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  • Writer's pictureEvie Sijl

Vandalism Investigation Continues

Christy Lozano Expresses her Views on the Incident

Santa Barbara police continue to investigate Monday night’s vandalism that left broken windows and other damage at Santa Barbara High School.

And the incident, which was noisy enough to prompt nearby residents to call the police, has raised unanswered questions about whether the students were graduating seniors and what consequences they may face if found guilty of vandalism.

Santa Barbara police told the News-Press Wednesday that there were no additional details beyond the initial news release sent to local media.

On Tuesday, Sgt. Ethan Ragsdale, the department’s public information officer, told the News-Press and other news outlets that the Santa Barbara Police Combined Communications received calls from several residents around 10:30 p.m. Monday. They said they reported loud, unusual noises and the sound of breaking glass coming from Santa Barbara High School.

Several officers went to the high school. When they arrived, they found 50 to 60 individuals fleeing the high school’s main building and running toward East Canon Perdido Street. Officers were able to detain 16 individuals and determined they were Santa Barbara High School students.

Sgt. Ragsdale said Tuesday that the officers’ investigation showed many students were attempting to perform a “senior prank” that involved gallons of baby oil, Vaseline, raw fish and oysters being placed all over the floors and door handles. Toilet paper and streamers were strewn in trees outside the school, and police discovered vandalism including broken windows and items spray painted, Sgt. Ragsdale said.

The Santa Barbara High School principal, Dr. Elise Simmons, was notified and responded to the school.

Sgt. Ragsdale on Tuesday said the total amount of damage and clean-up costs remained undetermined.

And police on Wednesday told the News-Press that there were no additional details to report.

The Santa Barbara Unified School District declined to comment on the vandalism after the

News-Press asked a spokesman whether the students were seniors, whether their diplomas would be withheld until they or their parents paid for the damage, and whether there was a monetary amount determined for the damage.

“With it being an ongoing investigation, it is our policy not to comment until outcomes are determined,” spokesman Nick Masuda told the News-Press Wednesday.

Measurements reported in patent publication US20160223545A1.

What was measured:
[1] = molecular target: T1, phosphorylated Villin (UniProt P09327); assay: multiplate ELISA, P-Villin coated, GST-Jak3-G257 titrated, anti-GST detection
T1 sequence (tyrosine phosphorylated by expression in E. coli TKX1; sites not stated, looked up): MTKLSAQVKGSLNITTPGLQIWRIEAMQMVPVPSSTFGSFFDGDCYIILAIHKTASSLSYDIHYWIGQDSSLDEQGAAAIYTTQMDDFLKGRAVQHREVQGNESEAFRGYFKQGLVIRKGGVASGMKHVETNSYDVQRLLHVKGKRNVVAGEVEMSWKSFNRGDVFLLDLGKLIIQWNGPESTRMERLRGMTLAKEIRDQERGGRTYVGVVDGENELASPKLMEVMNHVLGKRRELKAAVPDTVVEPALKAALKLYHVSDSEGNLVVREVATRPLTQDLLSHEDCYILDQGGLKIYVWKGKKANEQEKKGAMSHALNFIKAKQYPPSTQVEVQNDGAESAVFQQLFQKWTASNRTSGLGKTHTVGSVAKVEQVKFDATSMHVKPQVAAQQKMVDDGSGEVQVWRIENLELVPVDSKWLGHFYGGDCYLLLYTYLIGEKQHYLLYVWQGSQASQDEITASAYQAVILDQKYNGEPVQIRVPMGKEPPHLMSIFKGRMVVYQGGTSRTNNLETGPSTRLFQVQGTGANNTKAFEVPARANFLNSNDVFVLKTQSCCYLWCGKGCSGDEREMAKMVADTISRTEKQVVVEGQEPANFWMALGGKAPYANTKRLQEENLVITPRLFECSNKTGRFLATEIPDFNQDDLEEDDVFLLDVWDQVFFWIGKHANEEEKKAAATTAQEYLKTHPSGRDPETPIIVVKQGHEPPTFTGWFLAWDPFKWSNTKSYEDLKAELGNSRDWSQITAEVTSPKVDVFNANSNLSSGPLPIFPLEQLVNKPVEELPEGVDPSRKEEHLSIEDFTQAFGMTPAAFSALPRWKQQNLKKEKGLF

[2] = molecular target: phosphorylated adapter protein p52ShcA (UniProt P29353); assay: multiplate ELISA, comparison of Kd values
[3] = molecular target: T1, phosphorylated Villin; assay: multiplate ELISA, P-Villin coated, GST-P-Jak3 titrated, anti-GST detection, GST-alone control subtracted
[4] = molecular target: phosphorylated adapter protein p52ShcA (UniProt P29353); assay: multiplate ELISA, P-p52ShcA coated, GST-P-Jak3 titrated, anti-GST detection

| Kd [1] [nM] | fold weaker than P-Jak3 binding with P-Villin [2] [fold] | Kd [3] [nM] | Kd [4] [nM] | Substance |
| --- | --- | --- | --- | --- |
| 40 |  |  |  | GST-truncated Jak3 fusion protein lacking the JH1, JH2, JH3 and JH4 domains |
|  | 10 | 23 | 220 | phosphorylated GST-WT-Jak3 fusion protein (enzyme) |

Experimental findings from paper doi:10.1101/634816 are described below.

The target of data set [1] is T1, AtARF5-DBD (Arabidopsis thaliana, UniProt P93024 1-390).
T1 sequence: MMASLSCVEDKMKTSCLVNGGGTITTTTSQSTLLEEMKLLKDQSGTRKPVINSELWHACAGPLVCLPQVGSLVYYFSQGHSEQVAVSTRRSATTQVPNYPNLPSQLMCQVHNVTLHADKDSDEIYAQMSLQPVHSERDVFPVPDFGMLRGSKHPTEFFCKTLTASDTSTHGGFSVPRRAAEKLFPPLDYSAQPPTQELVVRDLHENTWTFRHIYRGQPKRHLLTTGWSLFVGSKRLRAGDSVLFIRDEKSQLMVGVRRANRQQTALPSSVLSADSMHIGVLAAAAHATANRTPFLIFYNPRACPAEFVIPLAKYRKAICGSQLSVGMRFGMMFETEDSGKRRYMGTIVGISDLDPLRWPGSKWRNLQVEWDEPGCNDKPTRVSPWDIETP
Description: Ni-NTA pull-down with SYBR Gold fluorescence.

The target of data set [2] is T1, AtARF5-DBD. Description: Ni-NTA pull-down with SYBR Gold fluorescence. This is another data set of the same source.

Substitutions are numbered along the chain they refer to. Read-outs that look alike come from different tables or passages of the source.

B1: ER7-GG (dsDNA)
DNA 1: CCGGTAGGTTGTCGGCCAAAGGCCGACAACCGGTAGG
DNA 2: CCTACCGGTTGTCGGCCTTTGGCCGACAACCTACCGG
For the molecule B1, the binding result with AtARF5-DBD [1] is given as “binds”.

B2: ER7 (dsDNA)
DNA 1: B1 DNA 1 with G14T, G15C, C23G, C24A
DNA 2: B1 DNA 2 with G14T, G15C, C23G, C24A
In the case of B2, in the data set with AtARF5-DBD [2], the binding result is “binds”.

The News-Press also contacted Susan Salcido, the superintendent of Santa Barbara County schools, through a spokeswoman.

“We are not able to comment on an ongoing investigation,” Camie Barnwell, the county Office of Education’s director of communications, told the News-Press.

One person who would comment is Christy Lozano, who is running against Dr. Salcido in the June 7 primary.

She answered the News-Press’ questions about what should be done regarding students who are found guilty of the vandalism and are graduating seniors.

“I do believe that their diplomas should be withheld until there is restitution for the damages,” Ms. Lozano said, answering questions by email. “That is a reasonable consequence.”

She also said community service, including cleaning up the vandalism at Santa Barbara High School, would be a reasonable punishment for all students who are found guilty of the vandalism. “That should not fall on the backs of janitors.”

Ms. Lozano, a Santa Barbara Unified teacher on voluntary leave from Dos Pueblos High School, spoke to the larger issues surrounding the vandalism.

“Yes, behavior problems and discipline are at an all-time low in the Santa Barbara Unified School District,” she told the News-Press. “The union president was at the school board meeting several weeks ago begging the school board to do ‘something’ about the lack of discipline in the schools. She was right to do so.

“Because of the lack of discipline by the administration, the lesson for students is that there are ‘no consequences for bad behavior,’” Ms. Lozano said. “While I do not agree with or support what the SBHS students did to their campus, I do have to acknowledge that there is a huge responsibility for the administrators leading the schools and they have not been teaching the students that bad behaviors are wrong. They need to be held accountable, as well as, the students involved in this situation.

“I do hope everyone will take responsibility and be held accountable for each of their parts,” she said.

“Based on Education Code 1240, the (county) superintendent of schools has statutory authority over safety issues and facilities,” Ms. Lozano said.

She said that if elected superintendent, “I will work with all school districts as well as law enforcement to improve both safety and facilities. Like most people, I want students to have the freedom to have fun, blow off steam, and celebrate in a healthy, non-destructive way. Destruction of property crosses that line.”

Meanwhile, another school vandalism incident was reported, this one in Lompoc.

Sheriff’s deputies are investigating a vandalism hate crime that occurred at Cabrillo High School.

Around 6 a.m. Tuesday, deputies were dispatched to the Lompoc school for a report of vandalism. The reported vandalism included racial slurs that were painted on walls, over murals and on windows, said Raquel Zick, the Sheriff’s Office public information officer.

Ms. Zick said concrete was poured in front of classroom doors in an attempt to prevent the doors from opening.

School Resource Deputy Dennis Thomas is conducting a follow-up investigation to this incident in coordination with Cabrillo High School administration.

Ms. Zick said anyone with information about this incident is encouraged to contact SRD Thomas by email at

If you prefer to remain anonymous, call the Sheriff’s Office’s tip line at 805-681-4171 or go online at

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